“This year August Wilson would have been 70 years old, and this is the 10th year of his transition,” says Morris. “I knew Mr. Wilson personally and he was an amazing man whose work has had a profound impact on me professionally and on theatre communities worldwide.”
The Ensemble Theatre’s celebration of Wilson’s work brings together a variety of artists and directors participating in staged readings of all 10 plays in the order they were written.
The Staged Readings are held at The Ensemble Theatre, 3535 Main St. Houston, TX 77002:
Staged Readings of August Wilson’s American Century Cycle
  1. Gem of the Ocean

    October 19, 2015, 6:00pm

    Directed by Eileen J. Morris

  1. Fences (Pulitzer and Tony Award)

    March 28, 2016, 6:00pm

    Directed by Rachel Hemphill Dickson

    An in depth discussion

  1. Joe Turner’s Come and Gone

    November 16, 2015, 6:00pm

    Directed by Kendrick “KB” Brown

  1. Two Trains Running

    April 27, 2016, 6:00pm

    Directed by Kelvin Hamilton

    (Happy Birthday August Wilson!)

  1. Ma Rainey’s Black Bottom

    December 21, 2015, 6:00pm

    Directed by Allie Woods, Jr.

  1. Jitney

    May 23, 2016, 6:00pm

    Directed by Mirron Willis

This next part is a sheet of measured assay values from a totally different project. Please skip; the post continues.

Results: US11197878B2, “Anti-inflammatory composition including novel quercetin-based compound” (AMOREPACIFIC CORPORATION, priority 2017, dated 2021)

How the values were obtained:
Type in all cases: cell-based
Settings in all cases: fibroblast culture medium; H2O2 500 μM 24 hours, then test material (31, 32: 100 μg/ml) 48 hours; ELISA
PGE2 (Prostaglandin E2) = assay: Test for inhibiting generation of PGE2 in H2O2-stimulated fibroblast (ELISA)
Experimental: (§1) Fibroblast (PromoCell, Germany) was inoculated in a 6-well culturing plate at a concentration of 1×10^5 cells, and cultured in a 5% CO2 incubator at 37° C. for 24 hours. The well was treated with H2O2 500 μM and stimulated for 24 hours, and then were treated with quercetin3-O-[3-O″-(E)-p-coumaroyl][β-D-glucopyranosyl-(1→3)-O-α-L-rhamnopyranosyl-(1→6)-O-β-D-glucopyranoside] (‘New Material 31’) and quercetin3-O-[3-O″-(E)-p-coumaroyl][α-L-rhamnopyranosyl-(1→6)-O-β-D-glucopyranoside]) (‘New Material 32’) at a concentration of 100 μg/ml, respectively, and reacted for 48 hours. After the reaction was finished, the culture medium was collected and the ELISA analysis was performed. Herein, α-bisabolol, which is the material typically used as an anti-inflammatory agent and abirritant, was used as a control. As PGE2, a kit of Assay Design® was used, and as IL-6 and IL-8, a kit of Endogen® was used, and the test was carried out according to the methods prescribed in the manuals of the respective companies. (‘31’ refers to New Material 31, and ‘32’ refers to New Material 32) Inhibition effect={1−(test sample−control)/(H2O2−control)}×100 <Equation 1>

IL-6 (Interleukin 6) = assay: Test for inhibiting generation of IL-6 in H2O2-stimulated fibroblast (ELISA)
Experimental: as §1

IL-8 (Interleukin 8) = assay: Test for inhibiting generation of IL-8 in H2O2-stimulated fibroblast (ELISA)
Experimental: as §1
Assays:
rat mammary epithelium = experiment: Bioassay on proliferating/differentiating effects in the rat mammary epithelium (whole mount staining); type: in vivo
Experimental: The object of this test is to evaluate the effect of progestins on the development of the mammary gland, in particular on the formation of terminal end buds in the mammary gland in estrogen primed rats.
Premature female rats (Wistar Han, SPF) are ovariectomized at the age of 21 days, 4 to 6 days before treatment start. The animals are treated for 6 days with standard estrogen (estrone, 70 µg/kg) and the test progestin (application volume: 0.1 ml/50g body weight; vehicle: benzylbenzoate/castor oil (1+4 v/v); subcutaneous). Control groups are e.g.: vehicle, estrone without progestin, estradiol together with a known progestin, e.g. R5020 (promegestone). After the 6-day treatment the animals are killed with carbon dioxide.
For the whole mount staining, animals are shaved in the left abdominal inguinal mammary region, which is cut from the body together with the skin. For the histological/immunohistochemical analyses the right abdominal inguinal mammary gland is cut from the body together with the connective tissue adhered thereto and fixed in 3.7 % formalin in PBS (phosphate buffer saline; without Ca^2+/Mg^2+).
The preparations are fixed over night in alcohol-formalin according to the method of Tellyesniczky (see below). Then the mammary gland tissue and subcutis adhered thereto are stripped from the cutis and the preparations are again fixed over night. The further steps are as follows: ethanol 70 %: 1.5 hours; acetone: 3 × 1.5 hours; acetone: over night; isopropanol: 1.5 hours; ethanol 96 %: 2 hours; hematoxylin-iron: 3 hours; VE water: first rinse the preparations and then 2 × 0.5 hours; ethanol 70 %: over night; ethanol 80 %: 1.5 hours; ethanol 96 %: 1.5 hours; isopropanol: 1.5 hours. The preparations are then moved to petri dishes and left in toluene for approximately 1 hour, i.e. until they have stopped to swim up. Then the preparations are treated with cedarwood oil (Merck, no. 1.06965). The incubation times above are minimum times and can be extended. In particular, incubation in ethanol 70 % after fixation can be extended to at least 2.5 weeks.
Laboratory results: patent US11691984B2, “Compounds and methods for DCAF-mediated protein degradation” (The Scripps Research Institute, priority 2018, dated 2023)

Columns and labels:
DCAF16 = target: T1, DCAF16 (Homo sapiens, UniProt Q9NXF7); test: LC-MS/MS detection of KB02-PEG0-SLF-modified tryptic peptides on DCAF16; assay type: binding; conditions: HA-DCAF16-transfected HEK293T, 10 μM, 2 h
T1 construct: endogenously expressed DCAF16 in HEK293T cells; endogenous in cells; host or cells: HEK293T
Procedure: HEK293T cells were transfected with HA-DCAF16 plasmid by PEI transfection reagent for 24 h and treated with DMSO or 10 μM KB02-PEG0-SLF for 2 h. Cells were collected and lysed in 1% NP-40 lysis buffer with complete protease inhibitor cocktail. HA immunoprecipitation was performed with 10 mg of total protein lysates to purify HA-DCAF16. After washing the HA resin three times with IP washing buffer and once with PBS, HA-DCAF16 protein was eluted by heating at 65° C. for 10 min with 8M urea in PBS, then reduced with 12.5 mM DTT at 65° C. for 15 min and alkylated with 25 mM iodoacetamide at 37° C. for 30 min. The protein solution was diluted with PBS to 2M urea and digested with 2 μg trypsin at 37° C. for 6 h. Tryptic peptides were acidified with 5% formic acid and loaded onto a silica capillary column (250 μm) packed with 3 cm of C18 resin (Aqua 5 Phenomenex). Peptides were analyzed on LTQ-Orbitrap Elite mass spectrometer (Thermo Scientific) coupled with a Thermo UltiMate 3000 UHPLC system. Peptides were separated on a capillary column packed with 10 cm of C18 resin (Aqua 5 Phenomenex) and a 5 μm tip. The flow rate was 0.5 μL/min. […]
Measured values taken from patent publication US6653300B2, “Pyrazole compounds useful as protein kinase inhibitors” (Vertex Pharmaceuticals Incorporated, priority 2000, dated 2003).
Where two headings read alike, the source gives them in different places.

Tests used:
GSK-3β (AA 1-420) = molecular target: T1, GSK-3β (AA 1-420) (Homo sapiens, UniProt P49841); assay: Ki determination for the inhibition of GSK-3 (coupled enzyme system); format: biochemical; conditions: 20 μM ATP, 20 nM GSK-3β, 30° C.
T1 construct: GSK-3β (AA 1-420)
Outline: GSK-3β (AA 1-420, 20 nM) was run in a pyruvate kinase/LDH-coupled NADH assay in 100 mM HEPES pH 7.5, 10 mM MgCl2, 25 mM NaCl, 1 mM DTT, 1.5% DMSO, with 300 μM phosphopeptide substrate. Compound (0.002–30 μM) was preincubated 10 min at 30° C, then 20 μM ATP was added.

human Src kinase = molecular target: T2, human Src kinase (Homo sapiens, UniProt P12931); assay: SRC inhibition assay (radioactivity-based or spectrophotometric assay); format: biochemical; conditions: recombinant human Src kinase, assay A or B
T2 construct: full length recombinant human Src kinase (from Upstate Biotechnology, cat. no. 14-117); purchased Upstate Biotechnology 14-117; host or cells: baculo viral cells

1. Piano Lesson (Pulitzer Award)

    January 25, 2016, 6:00pm

    Directed by Alex Morris

  1. King Hedley II

    June 27, 2016, 6:00pm

    Directed by Wayne DeHart

  1. Seven Guitars

    February 22, 2016, 6:00pm

    Directed by Shirley Whitmore

  1. Radio Golf

    July 18, 2016, 6:00pm

    Directed by Ed Muth

The Ensemble Theatre’s August Wilson 10-play cycle staged readings is funded by a grant from the City of Houston through the Houston Arts Alliance.
The Ensemble Theatre was founded in 1976 by the late George Hawkins to preserve African American artistic expression and to enlighten, entertain, and enrich a diverse community. The theatre is known as the only professional theatre in its region dedicated to the production of works portraying the African American experience. In addition to being the oldest and largest professional African-American theatre in the Southwest, it also holds the distinction of being one of the nation’s largest African American theatres that owns and operates its facility with an in-house production team.  The late Board President Emeritus Audrey Lawson led the capital campaign for The Ensemble’s $4.5 million building renovations that concluded in 1997.
The Ensemble Theatre produces a main stage season of six contemporary and classic works devoted to the portrayal of the African American experience by local and national playwrights and artists. The theatre’s Performing Arts Education program provides educational workshops, Artist-in-Residence experiences and live performances for students both off-site and at the theatre. Through its varied programs, The Ensemble Theatre benefits an audience and artistic constituency of approximately 65,000 people annually.

Houston’s Ensemble Theatre Welcomes Pittsburgh Theatre Critic Christopher Rawson  was originally published on